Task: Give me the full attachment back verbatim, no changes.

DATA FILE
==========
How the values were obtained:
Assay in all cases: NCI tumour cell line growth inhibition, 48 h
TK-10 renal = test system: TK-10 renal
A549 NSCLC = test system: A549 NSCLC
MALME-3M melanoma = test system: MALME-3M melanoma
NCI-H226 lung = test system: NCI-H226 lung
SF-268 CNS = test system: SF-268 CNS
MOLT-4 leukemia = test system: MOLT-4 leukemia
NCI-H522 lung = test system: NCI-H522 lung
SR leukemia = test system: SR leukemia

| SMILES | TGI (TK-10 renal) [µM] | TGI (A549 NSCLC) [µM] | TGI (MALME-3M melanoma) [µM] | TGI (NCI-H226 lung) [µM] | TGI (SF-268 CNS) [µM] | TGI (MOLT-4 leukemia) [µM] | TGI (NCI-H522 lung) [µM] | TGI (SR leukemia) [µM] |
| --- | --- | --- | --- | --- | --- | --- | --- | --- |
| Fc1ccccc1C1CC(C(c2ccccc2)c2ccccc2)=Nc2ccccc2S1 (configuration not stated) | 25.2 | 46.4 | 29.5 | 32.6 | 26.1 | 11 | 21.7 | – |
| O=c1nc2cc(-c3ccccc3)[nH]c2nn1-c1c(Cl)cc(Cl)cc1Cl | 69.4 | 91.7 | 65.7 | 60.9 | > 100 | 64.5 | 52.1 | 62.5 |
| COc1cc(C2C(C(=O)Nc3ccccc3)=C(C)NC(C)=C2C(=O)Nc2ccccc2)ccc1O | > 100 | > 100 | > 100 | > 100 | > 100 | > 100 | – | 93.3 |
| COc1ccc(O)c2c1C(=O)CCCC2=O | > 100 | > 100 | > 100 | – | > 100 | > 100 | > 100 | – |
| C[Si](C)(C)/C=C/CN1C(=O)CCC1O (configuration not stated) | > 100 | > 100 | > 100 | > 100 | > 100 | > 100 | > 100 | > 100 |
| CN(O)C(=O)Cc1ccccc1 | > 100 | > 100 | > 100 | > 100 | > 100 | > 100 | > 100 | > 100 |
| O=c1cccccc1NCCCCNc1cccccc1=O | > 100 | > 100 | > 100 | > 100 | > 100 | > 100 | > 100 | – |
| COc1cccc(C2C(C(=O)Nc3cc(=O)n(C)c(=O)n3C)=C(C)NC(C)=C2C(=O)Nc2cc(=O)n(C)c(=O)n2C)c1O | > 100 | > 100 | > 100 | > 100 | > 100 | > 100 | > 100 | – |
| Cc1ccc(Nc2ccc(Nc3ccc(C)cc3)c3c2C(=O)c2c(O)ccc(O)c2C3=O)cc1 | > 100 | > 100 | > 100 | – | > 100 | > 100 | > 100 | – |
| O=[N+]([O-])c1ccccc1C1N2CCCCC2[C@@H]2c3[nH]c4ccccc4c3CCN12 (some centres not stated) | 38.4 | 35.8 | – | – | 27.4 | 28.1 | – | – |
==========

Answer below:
How the values were obtained:
Assay in all cases: NCI tumour cell line growth inhibition, 48 h
TK-10 renal = test system: TK-10 renal
A549 NSCLC = test system: A549 NSCLC
MALME-3M melanoma = test system: MALME-3M melanoma
NCI-H226 lung = test system: NCI-H226 lung
SF-268 CNS = test system: SF-268 CNS
MOLT-4 leukemia = test system: MOLT-4 leukemia
NCI-H522 lung = test system: NCI-H522 lung
SR leukemia = test system: SR leukemia

| SMILES | TGI (TK-10 renal) [µM] | TGI (A549 NSCLC) [µM] | TGI (MALME-3M melanoma) [µM] | TGI (NCI-H226 lung) [µM] | TGI (SF-268 CNS) [µM] | TGI (MOLT-4 leukemia) [µM] | TGI (NCI-H522 lung) [µM] | TGI (SR leukemia) [µM] |
| --- | --- | --- | --- | --- | --- | --- | --- | --- |
| Fc1ccccc1C1CC(C(c2ccccc2)c2ccccc2)=Nc2ccccc2S1 (configuration not stated) | 25.2 | 46.4 | 29.5 | 32.6 | 26.1 | 11 | 21.7 | – |
| O=c1nc2cc(-c3ccccc3)[nH]c2nn1-c1c(Cl)cc(Cl)cc1Cl | 69.4 | 91.7 | 65.7 | 60.9 | > 100 | 64.5 | 52.1 | 62.5 |
| COc1cc(C2C(C(=O)Nc3ccccc3)=C(C)NC(C)=C2C(=O)Nc2ccccc2)ccc1O | > 100 | > 100 | > 100 | > 100 | > 100 | > 100 | – | 93.3 |
| COc1ccc(O)c2c1C(=O)CCCC2=O | > 100 | > 100 | > 100 | – | > 100 | > 100 | > 100 | – |
| C[Si](C)(C)/C=C/CN1C(=O)CCC1O (configuration not stated) | > 100 | > 100 | > 100 | > 100 | > 100 | > 100 | > 100 | > 100 |
| CN(O)C(=O)Cc1ccccc1 | > 100 | > 100 | > 100 | > 100 | > 100 | > 100 | > 100 | > 100 |
| O=c1cccccc1NCCCCNc1cccccc1=O | > 100 | > 100 | > 100 | > 100 | > 100 | > 100 | > 100 | – |
| COc1cccc(C2C(C(=O)Nc3cc(=O)n(C)c(=O)n3C)=C(C)NC(C)=C2C(=O)Nc2cc(=O)n(C)c(=O)n2C)c1O | > 100 | > 100 | > 100 | > 100 | > 100 | > 100 | > 100 | – |
| Cc1ccc(Nc2ccc(Nc3ccc(C)cc3)c3c2C(=O)c2c(O)ccc(O)c2C3=O)cc1 | > 100 | > 100 | > 100 | – | > 100 | > 100 | > 100 | – |
| O=[N+]([O-])c1ccccc1C1N2CCCCC2[C@@H]2c3[nH]c4ccccc4c3CCN12 (some centres not stated) | 38.4 | 35.8 | – | – | 27.4 | 28.1 | – | – |